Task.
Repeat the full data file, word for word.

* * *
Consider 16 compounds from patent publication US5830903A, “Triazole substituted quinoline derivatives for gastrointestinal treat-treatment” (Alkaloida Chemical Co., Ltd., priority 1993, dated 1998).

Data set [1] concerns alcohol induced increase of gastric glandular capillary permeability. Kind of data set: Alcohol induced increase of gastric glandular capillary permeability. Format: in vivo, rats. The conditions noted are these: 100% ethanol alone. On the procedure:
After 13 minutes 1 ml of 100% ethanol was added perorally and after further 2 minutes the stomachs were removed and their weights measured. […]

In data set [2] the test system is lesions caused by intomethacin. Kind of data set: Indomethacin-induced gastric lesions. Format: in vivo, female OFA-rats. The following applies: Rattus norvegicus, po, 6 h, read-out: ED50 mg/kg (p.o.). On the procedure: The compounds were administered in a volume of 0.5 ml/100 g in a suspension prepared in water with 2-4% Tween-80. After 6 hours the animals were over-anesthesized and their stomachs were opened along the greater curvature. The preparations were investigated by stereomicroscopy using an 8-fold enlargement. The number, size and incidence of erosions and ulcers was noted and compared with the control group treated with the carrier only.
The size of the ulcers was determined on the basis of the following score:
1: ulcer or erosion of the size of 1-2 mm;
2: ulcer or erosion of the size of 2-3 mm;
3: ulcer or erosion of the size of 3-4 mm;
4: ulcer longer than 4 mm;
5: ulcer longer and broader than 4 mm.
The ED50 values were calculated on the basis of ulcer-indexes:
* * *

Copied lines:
Consider 16 compounds from patent publication US5830903A, “Triazole substituted quinoline derivatives for gastrointestinal treat-treatment” (Alkaloida Chemical Co., Ltd., priority 1993, dated 1998).

Data set [1] concerns alcohol induced increase of gastric glandular capillary permeability. Kind of data set: Alcohol induced increase of gastric glandular capillary permeability. Format: in vivo, rats. The conditions noted are these: 100% ethanol alone. On the procedure:
After 13 minutes 1 ml of 100% ethanol was added perorally and after further 2 minutes the stomachs were removed and their weights measured. […]

In data set [2] the test system is lesions caused by intomethacin. Kind of data set: Indomethacin-induced gastric lesions. Format: in vivo, female OFA-rats. The following applies: Rattus norvegicus, po, 6 h, read-out: ED50 mg/kg (p.o.). On the procedure: The compounds were administered in a volume of 0.5 ml/100 g in a suspension prepared in water with 2-4% Tween-80. After 6 hours the animals were over-anesthesized and their stomachs were opened along the greater curvature. The preparations were investigated by stereomicroscopy using an 8-fold enlargement. The number, size and incidence of erosions and ulcers was noted and compared with the control group treated with the carrier only.
The size of the ulcers was determined on the basis of the following score:
1: ulcer or erosion of the size of 1-2 mm;
2: ulcer or erosion of the size of 2-3 mm;
3: ulcer or erosion of the size of 3-4 mm;
4: ulcer longer than 4 mm;
5: ulcer longer and broader than 4 mm.
The ED50 values were calculated on the basis of ulcer-indexes: